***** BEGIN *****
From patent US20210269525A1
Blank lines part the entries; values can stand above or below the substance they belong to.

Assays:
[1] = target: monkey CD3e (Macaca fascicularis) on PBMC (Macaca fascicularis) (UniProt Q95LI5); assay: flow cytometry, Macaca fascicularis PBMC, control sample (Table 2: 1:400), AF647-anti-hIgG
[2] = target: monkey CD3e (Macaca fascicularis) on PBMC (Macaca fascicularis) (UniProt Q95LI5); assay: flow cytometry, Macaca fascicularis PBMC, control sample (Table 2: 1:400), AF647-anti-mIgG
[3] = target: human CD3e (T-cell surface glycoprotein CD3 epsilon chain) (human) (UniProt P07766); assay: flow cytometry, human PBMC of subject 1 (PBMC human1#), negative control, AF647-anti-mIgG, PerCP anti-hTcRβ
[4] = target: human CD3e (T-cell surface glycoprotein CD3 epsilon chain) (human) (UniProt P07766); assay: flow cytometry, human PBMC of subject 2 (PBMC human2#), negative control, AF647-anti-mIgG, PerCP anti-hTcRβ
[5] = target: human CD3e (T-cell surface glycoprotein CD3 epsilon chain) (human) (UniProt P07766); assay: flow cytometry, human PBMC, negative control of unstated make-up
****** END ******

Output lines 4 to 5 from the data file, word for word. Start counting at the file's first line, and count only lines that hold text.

[1] = target: monkey CD3e (Macaca fascicularis) on PBMC (Macaca fascicularis) (UniProt Q95LI5); assay: flow cytometry, Macaca fascicularis PBMC, control sample (Table 2: 1:400), AF647-anti-hIgG
[2] = target: monkey CD3e (Macaca fascicularis) on PBMC (Macaca fascicularis) (UniProt Q95LI5); assay: flow cytometry, Macaca fascicularis PBMC, control sample (Table 2: 1:400), AF647-anti-mIgG